Gulabi Gang

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For the 2012 documentary film, see Gulabi Gang (film).
For the 2014 Bollywood film, see Gulab Gang.
A member of the Gulabi Gang during a meeting

The Gulabi gang (from Hindi गुलाबी gulabī, "pink") is a group of Indian women vigilantes and activists originally from Bundelkhand, Uttar Pradesh,[1] but reported to be active across North India as of 2010.[2]


The Gulabi gang was founded by Sampat Pal Devi, a mother of five and former government health worker (as well as a former child bride), as a response to widespread domestic abuse and other violence against women.[3] Gulabis visit abusive husbands and threaten to beat them with laathis (sticks) unless they stop abusing their wives.[1][4]

In 2008, they stormed an electricity office in Banda district and forced officials to turn back on the power they had cut in order to extract bribes.[5] They have also stopped child marriages and protested dowry and female illiteracy.[2]

Al Jazeera reported that the group have an estimated 400,000 members as of 2014; the Hindustan Times put the figure at 270,000.[6][7]

On 2 March 2014, Sampat Pal Devi was relieved of her role at the head of the Gulabi Gang amidst allegations of financial impropriety and putting her personal interests ahead of those of the group.[8]

In popular culture[edit]

The Gulabi gang is the subject of the 2010 movie Pink Saris by Kim Longinotto[9] as is the 2012 documentary Gulabi Gang by Nishtha Jain.[10][11]

Initially, it was reported that the Bollywood film, Gulaab Gang, starring Madhuri Dixit and Juhi Chawla as leads, is based on Sampat Pal's life, but the director denied this, saying that he is obliged to her work but the movie is not based on her life.[12][13]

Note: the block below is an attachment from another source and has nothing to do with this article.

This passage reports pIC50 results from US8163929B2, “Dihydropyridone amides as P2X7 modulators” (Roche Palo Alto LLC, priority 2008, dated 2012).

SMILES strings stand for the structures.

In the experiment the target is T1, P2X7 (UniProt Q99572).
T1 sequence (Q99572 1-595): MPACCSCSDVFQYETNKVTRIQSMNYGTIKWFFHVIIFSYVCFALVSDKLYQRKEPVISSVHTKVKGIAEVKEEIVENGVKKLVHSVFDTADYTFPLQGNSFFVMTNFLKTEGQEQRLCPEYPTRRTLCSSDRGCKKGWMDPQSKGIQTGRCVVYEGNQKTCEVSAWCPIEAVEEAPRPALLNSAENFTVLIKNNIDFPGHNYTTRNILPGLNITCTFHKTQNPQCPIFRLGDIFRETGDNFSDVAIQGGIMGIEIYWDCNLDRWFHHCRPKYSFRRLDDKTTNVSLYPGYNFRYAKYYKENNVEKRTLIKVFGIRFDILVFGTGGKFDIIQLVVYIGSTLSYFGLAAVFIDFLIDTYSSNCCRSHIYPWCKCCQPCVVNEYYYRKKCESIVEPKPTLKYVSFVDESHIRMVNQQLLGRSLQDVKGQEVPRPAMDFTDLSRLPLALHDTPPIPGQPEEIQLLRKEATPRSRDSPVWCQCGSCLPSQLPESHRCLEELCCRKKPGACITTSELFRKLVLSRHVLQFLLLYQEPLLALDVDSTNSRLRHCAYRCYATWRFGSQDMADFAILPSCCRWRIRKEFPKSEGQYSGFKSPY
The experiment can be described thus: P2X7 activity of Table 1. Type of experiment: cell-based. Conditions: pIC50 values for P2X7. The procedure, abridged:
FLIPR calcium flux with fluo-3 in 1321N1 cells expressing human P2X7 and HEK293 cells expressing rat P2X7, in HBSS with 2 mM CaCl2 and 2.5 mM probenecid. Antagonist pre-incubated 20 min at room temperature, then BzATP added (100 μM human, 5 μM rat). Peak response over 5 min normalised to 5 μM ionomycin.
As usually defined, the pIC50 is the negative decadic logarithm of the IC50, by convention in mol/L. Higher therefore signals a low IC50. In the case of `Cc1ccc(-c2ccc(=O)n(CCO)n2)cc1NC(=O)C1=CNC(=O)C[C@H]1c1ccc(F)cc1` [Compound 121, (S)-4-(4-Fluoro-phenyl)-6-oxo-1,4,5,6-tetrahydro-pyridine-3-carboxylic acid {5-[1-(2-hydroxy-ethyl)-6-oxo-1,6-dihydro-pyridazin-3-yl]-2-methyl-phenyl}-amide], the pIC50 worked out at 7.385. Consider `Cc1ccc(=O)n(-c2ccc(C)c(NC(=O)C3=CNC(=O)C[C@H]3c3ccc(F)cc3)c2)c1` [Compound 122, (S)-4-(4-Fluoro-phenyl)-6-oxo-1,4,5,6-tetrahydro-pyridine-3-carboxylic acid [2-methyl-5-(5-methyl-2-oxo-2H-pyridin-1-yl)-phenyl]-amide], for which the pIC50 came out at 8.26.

See also[edit]


  1. ^ a b Fontanella-Khan, Amana (19 July 2010). "Wear a Rose Sari and Carry a Big Stick: The women's gangs of India". Slate magazine. Retrieved 2011-10-25. 
  2. ^ a b Krishna, Geetanjali (5 June 2010). "The power of pink". Business Standard. Retrieved 2010-07-20. 
  3. ^ Biswas, Soutik (26 November 2007). "India's 'pink' vigilante women". BBC News. Retrieved 2010-07-20. 
  4. ^ Cochrane, p. 218
  5. ^ Prasad, Raekha (15 February 2008). "Banda sisters". The Guardian. Retrieved 2010-07-20. 
  6. ^ Desai, Shweta (4 March 2014). "Gulabi Gang: India’s women warriors". Al Jazeera. Retrieved 2014-05-04. 
  7. ^ Kumar, Rajesh (7 March 2014). "Gulabi Gang opposes chief Sampat Pal's political aspirations". Hindustan Times. Retrieved 2014-07-01. 
  8. ^ "Sampat Pal ousted from Gulabi Gang". The Times of India. 4 March 2014. Retrieved 2014-07-01. 
  9. ^ Melissa Silverstein (17 September 2010). "Trailer Alert: Pink Saris | Women & Hollywood". Retrieved 2013-03-02. 
  10. ^ "Gulabi Gang". Dubai Film Fest. Retrieved 2013-08-17. 
  11. ^ Gulabu Gang at the Internet Movie Database
  12. ^ Singh, Renu (10 March 2013). "Will take 'Gulab Gang' makers to court: Sampat Pal". The Times of India. 
  13. ^ Chandra, Anjali (10 May 2012). "Madhuri Dixit's comeback film in trouble!". The Times of India. 


External links[edit]